Thursday, 12 November 2009
Short but sweet, this 'un.
Rainey Kelly Campbell Roalfe/Y&R and Clemmow Hornby Inge have opened their grad schemes. Sorry for not picking them up sooner.
Rainey Kellys' deadline is the 29th of November.
CHI's is the 27th of November.
Best of luck guys and gals.
Monday, 9 November 2009
Try to look less like an illustration than this guy. Via country_boy_shane. Usual rules apply.
We're right in the thick of advertising interview season. By now, first round acceptance emails and letters will be winging their way to those lucky few.
And it suddenly hits you; shit, this is all a bit real.
Well, as someone who's had more than a few grad interviews, I thought i'd share a few first round interview tips. Read on, Macduff:
1) It's likely to be pretty formulaic.
For all of the challenging questions you received in the grad application form, most of the real life interviews will follow a set routine. They sort of have to; you've still got hundreds of grads at this stage, and you need to have something straightforward to judge them on. How they usually go is to talk about you and your achievements/CV/answers in the first half, then talk about some ads (usually print), and what you think the message behind them is. There may be a few lateral thinking questions thrown in at the end (what product would you invent being a favourite), but many don't even do this. It depends on the mood of your interviewer/how engaged they are with you.
2) Good Cop, Bad Cop exists.
Now, normally, you'll be interviewed by a planner and an account handler. Sometimes these are in the same room, other times they are in separate rooms. Every now and then you might have two account handlers, or (rarely), a account handler and a HR person. Though the latter is fairly rare.
In the most conventional (planner/account man) situation, there will definitely be a good cop and bad cop. And, to be honest, usually the planner's the nice one, and the suit's the more tricky. (Of course, sometimes both are lovely). Why? Well, planners are interested in people who are lateral thinkers, and got into the job to find out about people. Don't be surprised if they just let you talk, then get excited, and you find yourself talking about something else entirely. Account handlers on the other hand - they want to make sure you can do the job, and will be looking for obvious reasons as to why and how you can do it. You're a raw material to both, but in the case of the latter, you're one they don't want to have to refine much.
3) You don't have to fill the silence.
I speak with real conviction on this point, because it's something I (still) struggle with. It's especially hard when speaking a lot and having a point of view about an intangible book or theory in University is positively encouraged. And, while there are rarely concrete 'right' answers in advertising, there are those which are nearer to right than wrong. You can easily go the other way if you talk too much. Feel free to ask questions too - let people talk, tell you what it's like to work at agency x or y. They won't mind.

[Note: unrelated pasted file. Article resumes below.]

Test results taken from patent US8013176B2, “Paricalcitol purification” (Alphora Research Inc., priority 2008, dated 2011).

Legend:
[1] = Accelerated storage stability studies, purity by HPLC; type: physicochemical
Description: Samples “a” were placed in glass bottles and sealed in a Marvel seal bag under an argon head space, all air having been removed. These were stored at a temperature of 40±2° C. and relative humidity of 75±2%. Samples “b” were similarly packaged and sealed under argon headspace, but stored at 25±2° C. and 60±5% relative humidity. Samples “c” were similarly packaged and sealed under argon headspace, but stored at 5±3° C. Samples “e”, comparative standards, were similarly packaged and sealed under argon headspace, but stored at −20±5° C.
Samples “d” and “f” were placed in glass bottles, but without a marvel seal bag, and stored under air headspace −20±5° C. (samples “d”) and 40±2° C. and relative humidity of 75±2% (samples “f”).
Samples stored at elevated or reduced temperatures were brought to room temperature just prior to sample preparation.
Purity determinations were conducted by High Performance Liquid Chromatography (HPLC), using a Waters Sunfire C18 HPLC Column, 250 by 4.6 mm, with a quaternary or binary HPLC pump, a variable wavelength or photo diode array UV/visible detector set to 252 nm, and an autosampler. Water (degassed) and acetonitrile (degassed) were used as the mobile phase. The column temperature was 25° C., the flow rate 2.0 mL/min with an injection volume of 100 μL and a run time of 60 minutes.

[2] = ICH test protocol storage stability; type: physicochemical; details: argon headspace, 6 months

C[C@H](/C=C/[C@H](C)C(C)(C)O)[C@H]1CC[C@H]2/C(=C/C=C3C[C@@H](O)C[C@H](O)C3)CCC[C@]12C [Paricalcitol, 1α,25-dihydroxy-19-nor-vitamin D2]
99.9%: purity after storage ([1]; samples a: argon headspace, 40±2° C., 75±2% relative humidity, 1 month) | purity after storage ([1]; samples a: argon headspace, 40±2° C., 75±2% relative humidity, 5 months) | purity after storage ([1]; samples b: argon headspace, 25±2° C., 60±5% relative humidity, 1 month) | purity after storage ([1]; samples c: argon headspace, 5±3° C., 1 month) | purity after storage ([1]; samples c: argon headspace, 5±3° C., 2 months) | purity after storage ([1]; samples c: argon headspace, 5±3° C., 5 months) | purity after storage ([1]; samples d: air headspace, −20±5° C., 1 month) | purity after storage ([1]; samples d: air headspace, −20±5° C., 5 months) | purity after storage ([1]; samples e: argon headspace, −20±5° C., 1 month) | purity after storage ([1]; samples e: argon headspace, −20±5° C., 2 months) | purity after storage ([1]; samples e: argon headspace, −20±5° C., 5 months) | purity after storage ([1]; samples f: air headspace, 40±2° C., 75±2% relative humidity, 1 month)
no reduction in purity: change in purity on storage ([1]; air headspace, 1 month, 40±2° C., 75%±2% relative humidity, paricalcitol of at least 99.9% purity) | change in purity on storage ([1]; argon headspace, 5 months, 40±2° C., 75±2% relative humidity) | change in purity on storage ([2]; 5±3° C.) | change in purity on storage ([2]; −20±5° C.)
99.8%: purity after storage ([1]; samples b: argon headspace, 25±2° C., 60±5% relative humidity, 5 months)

If you find yourself talking, and wonder just what point you're making - it happens to all of us now and then - then shut up, or re-direct the conversation.
4) Know your ideas.
Most candidates won't know the difference between executional and campaign ideas. Most won't have a point of view which bears in mind why or how crap work comes to be made - a lot just like the ads on the telly. So know this stuff. Don't get me wrong, post-rationalising why an ad is a certain way isn't an exact science, but you should have an idea about just why an ad turned out a as it did.
Just don't do what I did, and slag off a very well known campaign, then get told 'you're not strategic'. Don't let your prejudices stop you getting through to the next round - christ, i'm a planner now, but just speaking my mind without thinking things through when I was a grad did for me. (You'll also end up working with those people whose ad you spoke about at some stage. It's sod's law).
Frankie Goes to Hollywood had it right. Relax, don't open your mouth without thinking about what you've got to say. And, for God's sake, let your personality out. It's the only way you'll know for sure about whether (at this stage) you'll fit into an agency. Yes, it's just a first round interview, but if you can't be yourself/feel trapped, then the place probably isn't for you.
You'll just know this, I think. An interview situation is always artificial, and you may just not get on with your interviewer (Lord knows it happens - you're probably the 50th person who's made the same comment about the work). Despite this, you can usually tell whether you'd like working in a place - you can sometimes tell from the worried looks on the faces of the account execs hurrying around the agency.
Letting your personality has another advantage too - you may not think it, but I bet your interviewer is wondering what you'd be like to be stuck on a train with, or on a very boring conference call. Will you be someone who's interesting and interested, or will you be someone who bores the bejesus out of most people?
Best of luck to everyone going for their first rounders...